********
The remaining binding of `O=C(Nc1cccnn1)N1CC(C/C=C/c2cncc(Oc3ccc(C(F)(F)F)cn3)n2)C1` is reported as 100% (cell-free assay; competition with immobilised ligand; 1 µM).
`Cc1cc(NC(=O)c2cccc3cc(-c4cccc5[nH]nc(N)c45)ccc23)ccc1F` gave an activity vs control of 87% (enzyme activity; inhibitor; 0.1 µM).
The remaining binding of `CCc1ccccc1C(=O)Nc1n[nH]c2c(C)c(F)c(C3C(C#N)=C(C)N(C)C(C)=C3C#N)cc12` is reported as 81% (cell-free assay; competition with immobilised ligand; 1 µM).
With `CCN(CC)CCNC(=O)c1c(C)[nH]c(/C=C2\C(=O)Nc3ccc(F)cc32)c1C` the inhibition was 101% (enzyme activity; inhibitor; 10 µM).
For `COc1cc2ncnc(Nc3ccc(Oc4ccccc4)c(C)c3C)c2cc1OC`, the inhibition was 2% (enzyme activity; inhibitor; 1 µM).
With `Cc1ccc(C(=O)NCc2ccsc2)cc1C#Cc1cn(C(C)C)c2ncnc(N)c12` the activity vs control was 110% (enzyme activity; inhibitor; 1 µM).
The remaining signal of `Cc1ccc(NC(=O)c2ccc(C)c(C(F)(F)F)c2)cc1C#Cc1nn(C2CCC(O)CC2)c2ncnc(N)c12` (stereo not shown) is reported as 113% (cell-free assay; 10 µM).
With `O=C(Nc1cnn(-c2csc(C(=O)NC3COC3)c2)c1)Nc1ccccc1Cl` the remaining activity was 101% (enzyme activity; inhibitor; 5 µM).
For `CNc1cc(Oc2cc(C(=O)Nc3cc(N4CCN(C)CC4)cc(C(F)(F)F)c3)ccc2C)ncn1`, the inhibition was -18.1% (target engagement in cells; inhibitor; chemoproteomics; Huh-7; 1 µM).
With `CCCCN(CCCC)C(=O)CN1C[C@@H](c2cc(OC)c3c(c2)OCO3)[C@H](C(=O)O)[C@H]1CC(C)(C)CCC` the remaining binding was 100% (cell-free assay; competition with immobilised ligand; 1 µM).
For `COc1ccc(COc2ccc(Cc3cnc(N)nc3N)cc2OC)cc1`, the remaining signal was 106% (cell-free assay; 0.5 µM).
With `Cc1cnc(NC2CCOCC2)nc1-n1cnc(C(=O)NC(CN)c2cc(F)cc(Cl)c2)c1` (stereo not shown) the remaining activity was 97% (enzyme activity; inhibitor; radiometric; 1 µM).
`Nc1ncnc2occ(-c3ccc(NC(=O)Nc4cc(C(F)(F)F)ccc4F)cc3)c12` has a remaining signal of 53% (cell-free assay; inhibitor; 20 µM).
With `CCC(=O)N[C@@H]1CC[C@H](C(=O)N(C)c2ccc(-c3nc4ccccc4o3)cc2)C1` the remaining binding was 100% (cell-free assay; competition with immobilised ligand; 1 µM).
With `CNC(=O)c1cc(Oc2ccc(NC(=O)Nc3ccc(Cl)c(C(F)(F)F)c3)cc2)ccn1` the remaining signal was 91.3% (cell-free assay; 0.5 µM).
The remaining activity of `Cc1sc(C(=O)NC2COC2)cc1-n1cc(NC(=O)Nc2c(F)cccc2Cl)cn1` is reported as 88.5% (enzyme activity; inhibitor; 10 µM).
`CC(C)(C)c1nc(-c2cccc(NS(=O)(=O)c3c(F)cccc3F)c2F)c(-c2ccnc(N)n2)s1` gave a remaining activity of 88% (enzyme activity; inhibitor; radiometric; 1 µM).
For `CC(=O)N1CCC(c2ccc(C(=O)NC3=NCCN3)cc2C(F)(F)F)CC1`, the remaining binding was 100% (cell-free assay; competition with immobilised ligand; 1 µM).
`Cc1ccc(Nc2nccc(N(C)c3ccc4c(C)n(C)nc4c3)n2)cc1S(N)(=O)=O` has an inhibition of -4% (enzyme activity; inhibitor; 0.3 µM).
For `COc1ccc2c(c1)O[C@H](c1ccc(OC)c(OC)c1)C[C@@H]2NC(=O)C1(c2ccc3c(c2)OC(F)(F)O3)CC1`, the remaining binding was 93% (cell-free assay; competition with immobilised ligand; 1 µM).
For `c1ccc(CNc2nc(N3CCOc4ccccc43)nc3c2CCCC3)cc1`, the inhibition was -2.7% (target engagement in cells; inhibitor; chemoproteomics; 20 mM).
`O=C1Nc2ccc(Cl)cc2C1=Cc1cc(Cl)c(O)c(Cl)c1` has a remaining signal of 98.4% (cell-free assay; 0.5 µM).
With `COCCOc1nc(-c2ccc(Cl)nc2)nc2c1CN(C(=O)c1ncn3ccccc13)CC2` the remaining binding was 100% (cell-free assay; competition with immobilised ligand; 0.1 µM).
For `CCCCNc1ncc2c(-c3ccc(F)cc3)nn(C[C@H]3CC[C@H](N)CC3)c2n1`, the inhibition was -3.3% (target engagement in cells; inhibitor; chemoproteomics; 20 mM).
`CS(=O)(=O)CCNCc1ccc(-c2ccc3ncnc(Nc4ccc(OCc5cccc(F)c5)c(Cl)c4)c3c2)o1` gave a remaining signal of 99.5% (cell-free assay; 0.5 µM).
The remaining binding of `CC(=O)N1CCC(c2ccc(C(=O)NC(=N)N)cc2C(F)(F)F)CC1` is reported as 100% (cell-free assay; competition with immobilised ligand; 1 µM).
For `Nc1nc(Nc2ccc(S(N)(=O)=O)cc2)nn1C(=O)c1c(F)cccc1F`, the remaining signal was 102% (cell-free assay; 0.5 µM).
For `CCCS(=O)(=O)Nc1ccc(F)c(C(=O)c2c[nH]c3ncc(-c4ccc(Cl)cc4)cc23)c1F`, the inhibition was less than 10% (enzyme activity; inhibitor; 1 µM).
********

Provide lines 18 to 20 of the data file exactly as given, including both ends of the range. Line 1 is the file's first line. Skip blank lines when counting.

For `CC(=O)N1CCC(c2ccc(C(=O)NC3=NCCN3)cc2C(F)(F)F)CC1`, the remaining binding was 100% (cell-free assay; competition with immobilised ligand; 1 µM).
`Cc1ccc(Nc2nccc(N(C)c3ccc4c(C)n(C)nc4c3)n2)cc1S(N)(=O)=O` has an inhibition of -4% (enzyme activity; inhibitor; 0.3 µM).
For `COc1ccc2c(c1)O[C@H](c1ccc(OC)c(OC)c1)C[C@@H]2NC(=O)C1(c2ccc3c(c2)OC(F)(F)O3)CC1`, the remaining binding was 93% (cell-free assay; competition with immobilised ligand; 1 µM).